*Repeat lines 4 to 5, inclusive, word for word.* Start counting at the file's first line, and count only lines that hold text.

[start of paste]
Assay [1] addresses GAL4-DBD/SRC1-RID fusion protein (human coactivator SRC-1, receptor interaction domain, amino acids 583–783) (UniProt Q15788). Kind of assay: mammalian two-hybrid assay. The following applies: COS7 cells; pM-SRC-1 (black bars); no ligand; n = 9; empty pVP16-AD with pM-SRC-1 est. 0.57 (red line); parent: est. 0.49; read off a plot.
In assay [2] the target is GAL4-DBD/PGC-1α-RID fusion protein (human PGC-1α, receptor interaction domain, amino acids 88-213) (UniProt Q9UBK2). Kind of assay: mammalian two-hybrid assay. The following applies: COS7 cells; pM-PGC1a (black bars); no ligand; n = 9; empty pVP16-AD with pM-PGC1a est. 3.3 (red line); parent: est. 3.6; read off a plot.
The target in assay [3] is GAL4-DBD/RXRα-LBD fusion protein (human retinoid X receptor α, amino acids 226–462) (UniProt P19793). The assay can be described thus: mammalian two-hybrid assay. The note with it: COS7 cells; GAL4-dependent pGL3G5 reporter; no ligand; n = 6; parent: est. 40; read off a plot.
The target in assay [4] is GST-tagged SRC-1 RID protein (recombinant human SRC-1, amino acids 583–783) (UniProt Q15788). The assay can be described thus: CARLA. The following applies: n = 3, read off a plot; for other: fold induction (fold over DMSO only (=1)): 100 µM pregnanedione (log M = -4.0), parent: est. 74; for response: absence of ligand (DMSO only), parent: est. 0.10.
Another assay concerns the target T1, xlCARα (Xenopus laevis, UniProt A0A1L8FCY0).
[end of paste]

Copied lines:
The target in assay [4] is GST-tagged SRC-1 RID protein (recombinant human SRC-1, amino acids 583–783) (UniProt Q15788). The assay can be described thus: CARLA. The following applies: n = 3, read off a plot; for other: fold induction (fold over DMSO only (=1)): 100 µM pregnanedione (log M = -4.0), parent: est. 74; for response: absence of ligand (DMSO only), parent: est. 0.10.
Another assay concerns the target T1, xlCARα (Xenopus laevis, UniProt A0A1L8FCY0).